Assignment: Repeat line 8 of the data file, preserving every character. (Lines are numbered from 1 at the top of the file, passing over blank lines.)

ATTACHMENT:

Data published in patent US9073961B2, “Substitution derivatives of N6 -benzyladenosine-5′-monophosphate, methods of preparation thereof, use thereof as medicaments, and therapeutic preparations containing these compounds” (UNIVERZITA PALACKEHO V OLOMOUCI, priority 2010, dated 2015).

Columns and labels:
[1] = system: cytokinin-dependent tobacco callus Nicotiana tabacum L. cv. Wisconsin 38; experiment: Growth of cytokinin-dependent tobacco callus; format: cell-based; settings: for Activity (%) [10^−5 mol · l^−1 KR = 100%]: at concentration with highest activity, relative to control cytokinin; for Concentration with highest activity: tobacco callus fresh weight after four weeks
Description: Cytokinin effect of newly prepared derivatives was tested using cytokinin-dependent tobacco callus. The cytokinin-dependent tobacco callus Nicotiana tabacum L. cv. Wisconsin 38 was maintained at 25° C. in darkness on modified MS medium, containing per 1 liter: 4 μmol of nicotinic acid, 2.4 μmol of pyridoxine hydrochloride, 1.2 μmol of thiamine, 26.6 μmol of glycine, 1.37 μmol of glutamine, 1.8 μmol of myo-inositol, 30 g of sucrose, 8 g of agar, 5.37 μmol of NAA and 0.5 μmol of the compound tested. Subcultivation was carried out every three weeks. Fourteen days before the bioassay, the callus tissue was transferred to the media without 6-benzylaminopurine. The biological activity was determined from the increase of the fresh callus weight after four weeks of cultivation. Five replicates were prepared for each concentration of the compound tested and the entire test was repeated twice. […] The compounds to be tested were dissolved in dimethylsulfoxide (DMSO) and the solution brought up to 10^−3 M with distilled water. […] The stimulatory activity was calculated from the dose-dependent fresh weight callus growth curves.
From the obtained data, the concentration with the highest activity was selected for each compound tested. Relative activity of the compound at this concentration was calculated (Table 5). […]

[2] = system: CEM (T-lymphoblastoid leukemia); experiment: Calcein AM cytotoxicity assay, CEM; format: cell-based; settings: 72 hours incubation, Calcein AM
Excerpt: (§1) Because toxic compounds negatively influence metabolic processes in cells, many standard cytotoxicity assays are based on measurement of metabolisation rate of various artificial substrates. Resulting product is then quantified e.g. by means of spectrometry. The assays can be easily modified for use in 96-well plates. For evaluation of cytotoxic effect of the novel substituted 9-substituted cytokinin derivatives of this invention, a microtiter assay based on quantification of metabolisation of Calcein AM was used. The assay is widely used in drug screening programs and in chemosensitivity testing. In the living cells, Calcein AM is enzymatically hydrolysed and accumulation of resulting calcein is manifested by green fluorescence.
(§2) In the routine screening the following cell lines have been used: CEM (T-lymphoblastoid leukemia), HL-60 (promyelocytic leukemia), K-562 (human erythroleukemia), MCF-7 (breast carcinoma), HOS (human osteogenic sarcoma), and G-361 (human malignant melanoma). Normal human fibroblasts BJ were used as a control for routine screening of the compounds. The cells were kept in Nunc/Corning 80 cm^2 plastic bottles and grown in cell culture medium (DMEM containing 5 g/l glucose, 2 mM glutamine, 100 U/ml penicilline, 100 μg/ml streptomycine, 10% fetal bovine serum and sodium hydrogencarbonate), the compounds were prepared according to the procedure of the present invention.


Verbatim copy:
(§2) In the routine screening the following cell lines have been used: CEM (T-lymphoblastoid leukemia), HL-60 (promyelocytic leukemia), K-562 (human erythroleukemia), MCF-7 (breast carcinoma), HOS (human osteogenic sarcoma), and G-361 (human malignant melanoma). Normal human fibroblasts BJ were used as a control for routine screening of the compounds. The cells were kept in Nunc/Corning 80 cm^2 plastic bottles and grown in cell culture medium (DMEM containing 5 g/l glucose, 2 mM glutamine, 100 U/ml penicilline, 100 μg/ml streptomycine, 10% fetal bovine serum and sodium hydrogencarbonate), the compounds were prepared according to the procedure of the present invention.